Q: What is the limit upto which I am not required to mention the details of customer on retail invoices?
Since there is no concept of retail invoices in GST, I presume you mean sale to an un-registered recipient. In that case, where the value of the taxable supply is less than ₹50,000, the name and address of the recipient and the address of delivery, along with the name of the State and its code, shall be mentioned in the invoice only if the recipient requests for the same.
Q: How and by when are we supposed to upload our opening stock details to get the benefit of input credit?
FORM GST TRAN-1 has been prescribed for this purpose. This declaration needs to be submitted electronically on the common portal (www.gst.gov.in) within 90 days of the enforcement of GST laws.
Q: Will a manufacturer get ITC on purchase of a new machine?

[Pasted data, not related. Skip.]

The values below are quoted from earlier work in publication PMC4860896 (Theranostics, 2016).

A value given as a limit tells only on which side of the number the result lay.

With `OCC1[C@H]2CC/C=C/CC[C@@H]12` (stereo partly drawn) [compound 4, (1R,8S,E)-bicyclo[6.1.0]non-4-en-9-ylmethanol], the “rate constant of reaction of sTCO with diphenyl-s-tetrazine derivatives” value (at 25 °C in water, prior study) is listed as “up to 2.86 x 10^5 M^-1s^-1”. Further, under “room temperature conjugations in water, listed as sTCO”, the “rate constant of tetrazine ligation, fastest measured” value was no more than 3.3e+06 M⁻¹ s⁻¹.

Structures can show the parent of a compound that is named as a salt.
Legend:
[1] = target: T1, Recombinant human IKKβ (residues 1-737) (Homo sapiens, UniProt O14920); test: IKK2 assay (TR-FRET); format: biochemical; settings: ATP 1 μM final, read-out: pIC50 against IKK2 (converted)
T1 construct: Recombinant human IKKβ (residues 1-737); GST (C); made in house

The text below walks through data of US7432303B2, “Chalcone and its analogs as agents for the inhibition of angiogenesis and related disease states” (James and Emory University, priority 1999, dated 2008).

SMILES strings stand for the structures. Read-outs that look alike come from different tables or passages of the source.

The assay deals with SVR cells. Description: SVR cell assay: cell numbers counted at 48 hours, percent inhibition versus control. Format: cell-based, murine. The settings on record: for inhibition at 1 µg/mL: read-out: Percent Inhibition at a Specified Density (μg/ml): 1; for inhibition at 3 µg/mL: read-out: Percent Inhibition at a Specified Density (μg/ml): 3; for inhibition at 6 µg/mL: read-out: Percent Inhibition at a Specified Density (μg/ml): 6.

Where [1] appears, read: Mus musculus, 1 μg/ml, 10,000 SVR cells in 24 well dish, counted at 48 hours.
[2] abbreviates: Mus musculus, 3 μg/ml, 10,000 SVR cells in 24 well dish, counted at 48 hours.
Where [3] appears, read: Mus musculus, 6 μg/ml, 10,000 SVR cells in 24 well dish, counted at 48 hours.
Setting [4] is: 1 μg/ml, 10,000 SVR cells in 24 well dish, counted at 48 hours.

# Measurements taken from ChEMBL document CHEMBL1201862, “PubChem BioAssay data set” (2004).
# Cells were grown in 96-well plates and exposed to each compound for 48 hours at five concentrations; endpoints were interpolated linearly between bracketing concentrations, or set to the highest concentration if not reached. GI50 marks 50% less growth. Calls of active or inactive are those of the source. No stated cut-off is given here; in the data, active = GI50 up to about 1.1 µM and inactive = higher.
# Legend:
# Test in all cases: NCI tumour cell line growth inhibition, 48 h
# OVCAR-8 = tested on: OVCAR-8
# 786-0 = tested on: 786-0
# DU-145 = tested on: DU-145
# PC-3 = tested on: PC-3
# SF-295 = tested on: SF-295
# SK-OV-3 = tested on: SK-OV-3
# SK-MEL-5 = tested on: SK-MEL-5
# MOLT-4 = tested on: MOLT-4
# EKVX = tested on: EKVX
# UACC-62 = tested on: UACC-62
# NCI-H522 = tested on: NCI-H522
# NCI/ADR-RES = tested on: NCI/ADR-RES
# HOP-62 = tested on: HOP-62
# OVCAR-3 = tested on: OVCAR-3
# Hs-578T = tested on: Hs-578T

Yes, Section 16(1) of the CGSTA, 2017 allows every registered person to take credit of input tax charged on any supply of goods and services or both to him which are intended to be used for his business purposes, subject to certain conditions and restrictions.
However, as per Section 16(3) of the CGSTA, 2017, where the registered person has claimed depreciation on the tax component of the cost of plant and machinery under the provisions of the Income-Tax Act, 1961, the input tax credit on the said tax component shall not be allowed.
Q: For import of goods, are we required to generate invoice on ourselves after getting it cleared from customs?
No, you need not issue any such invoice. Tax invoices being issued by the recipient under Section 31(3)(f) of the CGSTA, 2017, is explicitly in case of supplies being covered under the reverse charge mechanism only.



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GST India Gst.Gov.in: GST Q&A Series – IV
GST Q&A Series – IV
GST India Gst.Gov.in